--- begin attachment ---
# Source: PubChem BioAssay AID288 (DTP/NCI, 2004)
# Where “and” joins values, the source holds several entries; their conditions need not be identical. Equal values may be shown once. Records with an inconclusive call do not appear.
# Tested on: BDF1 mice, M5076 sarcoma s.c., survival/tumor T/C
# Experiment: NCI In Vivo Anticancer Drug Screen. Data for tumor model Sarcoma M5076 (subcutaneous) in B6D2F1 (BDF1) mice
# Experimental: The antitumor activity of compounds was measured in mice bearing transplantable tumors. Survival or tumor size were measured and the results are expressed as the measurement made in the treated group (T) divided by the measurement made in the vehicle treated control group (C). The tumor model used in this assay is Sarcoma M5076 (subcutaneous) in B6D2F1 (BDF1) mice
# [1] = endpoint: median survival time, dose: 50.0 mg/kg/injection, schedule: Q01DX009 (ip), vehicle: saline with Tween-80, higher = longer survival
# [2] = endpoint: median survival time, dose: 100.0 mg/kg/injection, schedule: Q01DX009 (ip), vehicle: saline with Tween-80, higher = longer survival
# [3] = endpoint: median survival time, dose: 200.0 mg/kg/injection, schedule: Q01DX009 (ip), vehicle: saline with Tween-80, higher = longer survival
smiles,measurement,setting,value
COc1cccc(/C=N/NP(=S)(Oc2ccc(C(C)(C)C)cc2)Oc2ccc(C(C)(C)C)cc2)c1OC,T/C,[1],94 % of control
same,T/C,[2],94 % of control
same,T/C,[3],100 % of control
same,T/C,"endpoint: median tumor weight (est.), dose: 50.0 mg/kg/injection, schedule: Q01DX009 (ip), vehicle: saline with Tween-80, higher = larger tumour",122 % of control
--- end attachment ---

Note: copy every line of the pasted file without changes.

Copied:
# Source: PubChem BioAssay AID288 (DTP/NCI, 2004)
# Where “and” joins values, the source holds several entries; their conditions need not be identical. Equal values may be shown once. Records with an inconclusive call do not appear.
# Tested on: BDF1 mice, M5076 sarcoma s.c., survival/tumor T/C
# Experiment: NCI In Vivo Anticancer Drug Screen. Data for tumor model Sarcoma M5076 (subcutaneous) in B6D2F1 (BDF1) mice
# Experimental: The antitumor activity of compounds was measured in mice bearing transplantable tumors. Survival or tumor size were measured and the results are expressed as the measurement made in the treated group (T) divided by the measurement made in the vehicle treated control group (C). The tumor model used in this assay is Sarcoma M5076 (subcutaneous) in B6D2F1 (BDF1) mice
# [1] = endpoint: median survival time, dose: 50.0 mg/kg/injection, schedule: Q01DX009 (ip), vehicle: saline with Tween-80, higher = longer survival
# [2] = endpoint: median survival time, dose: 100.0 mg/kg/injection, schedule: Q01DX009 (ip), vehicle: saline with Tween-80, higher = longer survival
# [3] = endpoint: median survival time, dose: 200.0 mg/kg/injection, schedule: Q01DX009 (ip), vehicle: saline with Tween-80, higher = longer survival
smiles,measurement,setting,value
COc1cccc(/C=N/NP(=S)(Oc2ccc(C(C)(C)C)cc2)Oc2ccc(C(C)(C)C)cc2)c1OC,T/C,[1],94 % of control
same,T/C,[2],94 % of control
same,T/C,[3],100 % of control
same,T/C,"endpoint: median tumor weight (est.), dose: 50.0 mg/kg/injection, schedule: Q01DX009 (ip), vehicle: saline with Tween-80, higher = larger tumour",122 % of control